Feb 1, 2017, 11:53 AM
A four-day training for editors, sub-editors and reporters on health-related issues is underway at the NaNA Conference hall.
The training was organised by the Association of Health Journalists with funding from the Ministry of Health and Social Welfare through the Health Directorate of health promotion and education.
The training covers editors and sub-editors in the first two days and reporters in the last two days.
The opening ceremony of the training, which gathered various editors and sub-editors from both the print and electronic media, was chaired by Amadou Bah, secretary general of the Association of Health Journalists.
Jim Jallow, programme manager at the health communication unit of the Ministry of Health and Social Welfare, expressed delight to be associated with the training.
He said health is everybody’s business and it requires the participation of all stakeholders to come together and share their view to carve the best way forward for a healthy society.
He further buttressed the important role and responsibility of the media in educating the Gambian population on health-related issues, saying that to empower families and communities they must be informed so they would know how to prevent themselves from diseases.
Mr Jallow said health has gone beyond the health parameters hence the role of the media is paramount, while thanking the media for their commitment and contribution to educating the masses on health and health-related matters.
Modou Njai, director of health promotion and education, on behalf of the Minister of Health and Social Welfare, thanked the Association of Health Journalists for their contribution to promoting health issues and enlightening the public since its existence in 2001.
He said the four-day training is meant to spur effective and efficient health reporting, saying health workers and journalists have a common goal, which is to inform the public to take necessary action and uphold good healthcare so they could improve and maintain their health, prevent diseases and other conditions that may affect them.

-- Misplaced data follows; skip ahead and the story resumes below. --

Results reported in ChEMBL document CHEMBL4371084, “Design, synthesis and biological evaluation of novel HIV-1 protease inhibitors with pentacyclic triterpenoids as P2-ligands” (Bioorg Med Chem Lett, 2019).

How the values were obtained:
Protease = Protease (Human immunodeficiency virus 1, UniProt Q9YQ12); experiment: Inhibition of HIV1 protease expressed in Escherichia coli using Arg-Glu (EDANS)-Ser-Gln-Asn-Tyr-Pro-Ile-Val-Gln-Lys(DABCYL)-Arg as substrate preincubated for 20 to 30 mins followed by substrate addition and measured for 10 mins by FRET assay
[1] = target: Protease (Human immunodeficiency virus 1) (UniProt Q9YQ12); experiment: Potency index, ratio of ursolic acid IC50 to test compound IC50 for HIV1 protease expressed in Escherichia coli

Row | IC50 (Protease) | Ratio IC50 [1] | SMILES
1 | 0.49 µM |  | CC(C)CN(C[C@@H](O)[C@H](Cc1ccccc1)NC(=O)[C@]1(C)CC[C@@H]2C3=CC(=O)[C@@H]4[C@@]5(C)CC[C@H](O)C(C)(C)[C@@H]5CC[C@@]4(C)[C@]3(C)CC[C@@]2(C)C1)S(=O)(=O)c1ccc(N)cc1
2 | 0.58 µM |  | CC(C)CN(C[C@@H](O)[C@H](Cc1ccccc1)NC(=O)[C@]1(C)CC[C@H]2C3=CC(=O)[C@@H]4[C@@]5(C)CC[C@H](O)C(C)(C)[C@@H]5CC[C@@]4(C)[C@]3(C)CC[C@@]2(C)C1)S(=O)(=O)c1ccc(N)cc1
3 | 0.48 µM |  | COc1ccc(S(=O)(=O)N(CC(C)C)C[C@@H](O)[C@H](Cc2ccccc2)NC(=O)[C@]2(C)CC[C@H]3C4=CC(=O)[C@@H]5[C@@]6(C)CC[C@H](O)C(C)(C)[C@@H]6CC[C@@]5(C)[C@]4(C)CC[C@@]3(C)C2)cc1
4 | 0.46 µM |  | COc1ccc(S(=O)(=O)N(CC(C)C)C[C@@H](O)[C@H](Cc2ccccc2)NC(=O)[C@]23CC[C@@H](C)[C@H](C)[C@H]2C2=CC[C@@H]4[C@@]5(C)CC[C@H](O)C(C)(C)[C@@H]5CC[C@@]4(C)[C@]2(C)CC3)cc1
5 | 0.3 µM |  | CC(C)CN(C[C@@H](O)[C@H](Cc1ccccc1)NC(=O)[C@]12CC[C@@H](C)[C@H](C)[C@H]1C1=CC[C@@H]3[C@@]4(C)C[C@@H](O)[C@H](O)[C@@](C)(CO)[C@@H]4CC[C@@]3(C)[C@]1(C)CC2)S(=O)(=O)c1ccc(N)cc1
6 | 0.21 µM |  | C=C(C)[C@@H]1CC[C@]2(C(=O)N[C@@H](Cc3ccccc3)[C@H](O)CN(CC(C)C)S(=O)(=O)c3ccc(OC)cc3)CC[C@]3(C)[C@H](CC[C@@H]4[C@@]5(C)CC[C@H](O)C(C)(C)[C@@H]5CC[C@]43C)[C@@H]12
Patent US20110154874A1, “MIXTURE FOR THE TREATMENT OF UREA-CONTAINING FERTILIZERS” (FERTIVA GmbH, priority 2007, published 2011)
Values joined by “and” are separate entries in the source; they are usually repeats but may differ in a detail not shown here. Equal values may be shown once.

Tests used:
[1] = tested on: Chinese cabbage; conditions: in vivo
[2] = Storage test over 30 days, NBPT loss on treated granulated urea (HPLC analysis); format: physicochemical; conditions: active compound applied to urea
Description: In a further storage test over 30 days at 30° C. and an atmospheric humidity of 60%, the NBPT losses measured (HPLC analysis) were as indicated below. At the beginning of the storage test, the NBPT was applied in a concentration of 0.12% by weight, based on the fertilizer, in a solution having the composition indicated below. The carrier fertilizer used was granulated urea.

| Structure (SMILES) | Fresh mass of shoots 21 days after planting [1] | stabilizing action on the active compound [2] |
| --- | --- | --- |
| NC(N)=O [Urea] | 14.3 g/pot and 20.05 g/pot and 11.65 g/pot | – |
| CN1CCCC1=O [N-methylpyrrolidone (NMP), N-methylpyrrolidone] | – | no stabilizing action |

Mr Njai noted that without clear communication, they would not expect people to adopt the healthy behaviours and recommendations they champion.
He further emphasised the importance of the training looking at the role of the media in educating the masses on health issues, adding that it is the responsibility of the health workers and the journalists to communicate in plain language information relayed to the public for better understand.
He seized the opportunity to thank the Association of Health Journalists for contributing to government’s efforts at creating a healthy population.
Fatou Touray, president of the Association of Health Journalists, said the training was held to expose media practitioners to more effective reporting on health and related issues.
She acknowledged the long and cordial relationship between her association and the Ministry of Health since 2001 to date, saying as health journalists, they have reciprocated by creating health columns in their various media outlets.
This has had some positive impacts on the population as warnings against health hazards are published, broadcast and transmitted, she said.
She further said the efforts of the media had resulted in a drastic decline in malaria cases, as well as created awareness on breastfeeding, breast cancer and other diseases.
She stressed the importance of health reporting, which, she said, could not be overemphasised as it helps in the prevention of diseases by disseminating health-related information thereby creating a healthy society.
She thanked the staff of the health promotion and education unit, UNAID, NaNA and their development partners for supporting them to achieve their goals in promoting a healthy Gambia.
She assured the health ministry that they would continue to work hard to live up to expectations.